The Diocese of York has secured funding to implement its plan for ‘growing disciples in places where life is tough.’

The Church Commissioners, who administer the historic endowments of the Church of England, have approved funding of £1.369m for the Diocese of York’s ‘Mustard Seed’ programme, alongside other grants for a variety of growth initiatives across the national church.

The Mustard Seed programme is all about growing worshipping communities of local people, who are followers of Jesus, with a vision to see these develop as places of welcome, hospitality and support for people in the challenges they face.

Based in a church or other community building, these communities will offer opportunities for prayer, experiencing the love of God, exploring faith, and encountering Jesus Christ.

Mustard Seed has grown from careful listening to more than a hundred lay people and clergy in the poorest communities in the Diocese of York, and responds to a growing awareness that the church needs to grow local leaders in places where life is tough.

The new funding will enable the roll-out of ‘Stepping Up,’ nurturing learning communities to bring people together who are involved in the mission activity of their local church.

Participants will grow in their own faith and become more confident and effective in reaching out, sharing that faith and making new disciples.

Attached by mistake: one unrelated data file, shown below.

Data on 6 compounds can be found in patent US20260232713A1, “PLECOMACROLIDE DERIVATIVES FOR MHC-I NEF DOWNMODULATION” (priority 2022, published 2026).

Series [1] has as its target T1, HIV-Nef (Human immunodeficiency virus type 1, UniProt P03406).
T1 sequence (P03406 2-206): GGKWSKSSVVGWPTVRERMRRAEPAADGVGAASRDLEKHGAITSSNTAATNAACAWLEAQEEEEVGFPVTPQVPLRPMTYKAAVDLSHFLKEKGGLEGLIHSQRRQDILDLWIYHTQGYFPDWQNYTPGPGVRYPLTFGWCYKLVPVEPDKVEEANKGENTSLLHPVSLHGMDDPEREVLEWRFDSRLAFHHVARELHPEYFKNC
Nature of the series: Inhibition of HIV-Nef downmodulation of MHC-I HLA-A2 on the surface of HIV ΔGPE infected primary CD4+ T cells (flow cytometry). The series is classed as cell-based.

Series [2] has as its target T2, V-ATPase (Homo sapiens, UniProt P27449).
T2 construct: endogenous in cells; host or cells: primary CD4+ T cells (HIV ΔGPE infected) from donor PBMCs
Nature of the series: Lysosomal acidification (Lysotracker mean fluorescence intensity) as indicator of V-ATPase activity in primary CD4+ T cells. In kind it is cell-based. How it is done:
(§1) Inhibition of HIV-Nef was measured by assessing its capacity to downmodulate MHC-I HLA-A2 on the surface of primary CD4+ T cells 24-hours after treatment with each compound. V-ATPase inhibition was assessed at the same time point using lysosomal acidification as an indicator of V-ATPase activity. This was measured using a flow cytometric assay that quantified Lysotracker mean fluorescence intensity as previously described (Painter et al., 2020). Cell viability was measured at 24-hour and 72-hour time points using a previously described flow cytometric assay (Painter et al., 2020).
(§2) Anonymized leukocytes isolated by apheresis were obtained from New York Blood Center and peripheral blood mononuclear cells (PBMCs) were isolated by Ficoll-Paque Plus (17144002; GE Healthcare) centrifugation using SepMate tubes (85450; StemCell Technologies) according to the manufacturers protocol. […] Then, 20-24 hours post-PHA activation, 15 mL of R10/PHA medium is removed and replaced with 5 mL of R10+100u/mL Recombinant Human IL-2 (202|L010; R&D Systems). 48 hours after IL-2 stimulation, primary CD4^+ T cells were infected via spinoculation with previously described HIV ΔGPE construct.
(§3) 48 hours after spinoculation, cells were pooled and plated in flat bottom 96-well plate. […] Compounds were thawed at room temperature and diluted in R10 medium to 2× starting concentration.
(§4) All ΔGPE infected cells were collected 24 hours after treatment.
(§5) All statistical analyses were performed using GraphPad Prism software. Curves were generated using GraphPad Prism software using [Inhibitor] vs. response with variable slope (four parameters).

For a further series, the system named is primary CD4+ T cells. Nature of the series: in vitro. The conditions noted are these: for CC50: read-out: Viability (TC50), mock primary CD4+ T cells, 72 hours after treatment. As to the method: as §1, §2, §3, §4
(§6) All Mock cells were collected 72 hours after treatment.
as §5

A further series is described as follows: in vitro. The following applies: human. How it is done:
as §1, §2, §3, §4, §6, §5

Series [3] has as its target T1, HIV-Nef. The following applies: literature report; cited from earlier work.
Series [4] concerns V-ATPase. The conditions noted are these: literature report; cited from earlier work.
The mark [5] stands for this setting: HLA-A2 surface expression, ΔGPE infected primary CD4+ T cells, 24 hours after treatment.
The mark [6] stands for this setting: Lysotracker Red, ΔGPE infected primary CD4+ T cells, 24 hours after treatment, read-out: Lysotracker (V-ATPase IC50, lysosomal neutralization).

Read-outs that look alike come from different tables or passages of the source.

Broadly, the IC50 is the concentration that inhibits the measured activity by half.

Each person will support growth in their own parish church, and some will go on to pioneer new worshipping communities from its existing mission.

Stepping Up will begin in Middlesbrough and Hull from September 2020, and Scarborough, Bridlington and Redcar & Cleveland in 2021.

The Mustard Seed programme will be appointing a number of Associate Programme Leaders to help develop and roll out ‘Stepping Up.’

The grant is from the Church of England’s Strategic Development Fund, which is part of the Renewal and Reform programme aimed at creating a growing church for all people and for all places.

Mustard Seed Sponsor, Bishop of Hull the Rt Revd Alison White (lower picture) said, “We are so full of thanks to God that our national Church has caught our vision for unlocking the potential of local disciples and leaders in communities where life is tough.

“So many people have worked and prayed to bring us to this point. Mustard seeds are being planted and now we will all need to nurture them and watch them grow!”

Heather Black (upper picture) was appointed Mustard Seed Programme Leader early in 2020 to head up the project developed as part of the Diocese of York’s strategic goal to ‘reach people we currently don’t.’

She has been involved with a team in shaping the final stages of the bid process that has now secured Church Commissioners’ funding: “This is the best news for Mustard Seed, but better still for those communities where we will be able to invest time and resources into local people who want to share God’s love within their own communities.

“I am excited to see how the small seeds of hope we are planting, through prayer will grow and flourish.”